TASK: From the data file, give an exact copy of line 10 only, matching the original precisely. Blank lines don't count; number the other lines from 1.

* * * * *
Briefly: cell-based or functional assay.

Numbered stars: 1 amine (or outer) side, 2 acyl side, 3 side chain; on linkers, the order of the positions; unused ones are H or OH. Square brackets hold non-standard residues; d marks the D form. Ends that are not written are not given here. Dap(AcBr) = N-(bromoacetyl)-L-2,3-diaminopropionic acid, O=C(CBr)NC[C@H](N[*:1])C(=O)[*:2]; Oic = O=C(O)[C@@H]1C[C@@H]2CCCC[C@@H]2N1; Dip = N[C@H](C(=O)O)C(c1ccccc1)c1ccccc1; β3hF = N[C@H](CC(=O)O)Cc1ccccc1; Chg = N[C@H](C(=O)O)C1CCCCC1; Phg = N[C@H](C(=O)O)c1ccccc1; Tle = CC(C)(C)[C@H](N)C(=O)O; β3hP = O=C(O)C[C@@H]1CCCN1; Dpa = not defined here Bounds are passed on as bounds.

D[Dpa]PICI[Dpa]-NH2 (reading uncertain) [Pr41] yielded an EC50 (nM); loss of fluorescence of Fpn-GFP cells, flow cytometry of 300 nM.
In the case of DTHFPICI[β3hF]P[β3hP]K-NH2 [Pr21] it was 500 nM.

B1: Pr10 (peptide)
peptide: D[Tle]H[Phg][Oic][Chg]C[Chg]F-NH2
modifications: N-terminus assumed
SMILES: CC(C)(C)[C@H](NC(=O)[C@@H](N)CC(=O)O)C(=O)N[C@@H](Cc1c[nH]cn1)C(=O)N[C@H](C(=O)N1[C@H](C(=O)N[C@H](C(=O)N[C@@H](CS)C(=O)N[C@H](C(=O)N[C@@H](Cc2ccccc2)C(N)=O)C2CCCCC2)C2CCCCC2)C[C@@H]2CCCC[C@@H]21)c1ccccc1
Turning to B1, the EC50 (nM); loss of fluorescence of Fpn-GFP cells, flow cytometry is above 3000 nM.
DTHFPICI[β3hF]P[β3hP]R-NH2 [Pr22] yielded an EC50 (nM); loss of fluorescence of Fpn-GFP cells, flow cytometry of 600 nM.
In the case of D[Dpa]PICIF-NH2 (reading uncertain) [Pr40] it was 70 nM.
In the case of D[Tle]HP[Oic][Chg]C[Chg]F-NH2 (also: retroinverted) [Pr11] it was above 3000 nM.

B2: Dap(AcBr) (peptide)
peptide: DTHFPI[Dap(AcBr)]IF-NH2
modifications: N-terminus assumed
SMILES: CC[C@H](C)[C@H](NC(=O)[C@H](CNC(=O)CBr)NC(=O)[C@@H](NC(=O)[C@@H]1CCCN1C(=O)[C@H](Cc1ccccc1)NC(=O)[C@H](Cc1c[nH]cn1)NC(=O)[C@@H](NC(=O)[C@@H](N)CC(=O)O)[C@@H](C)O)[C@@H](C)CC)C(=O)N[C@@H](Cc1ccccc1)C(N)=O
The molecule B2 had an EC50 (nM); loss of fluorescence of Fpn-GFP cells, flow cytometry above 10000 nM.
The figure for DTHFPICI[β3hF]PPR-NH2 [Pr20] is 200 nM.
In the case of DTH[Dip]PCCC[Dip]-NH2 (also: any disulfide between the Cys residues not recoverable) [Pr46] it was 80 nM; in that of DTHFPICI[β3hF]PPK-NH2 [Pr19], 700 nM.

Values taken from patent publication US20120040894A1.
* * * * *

DTHFPICI[β3hF]P[β3hP]R-NH2 [Pr22] yielded an EC50 (nM); loss of fluorescence of Fpn-GFP cells, flow cytometry of 600 nM.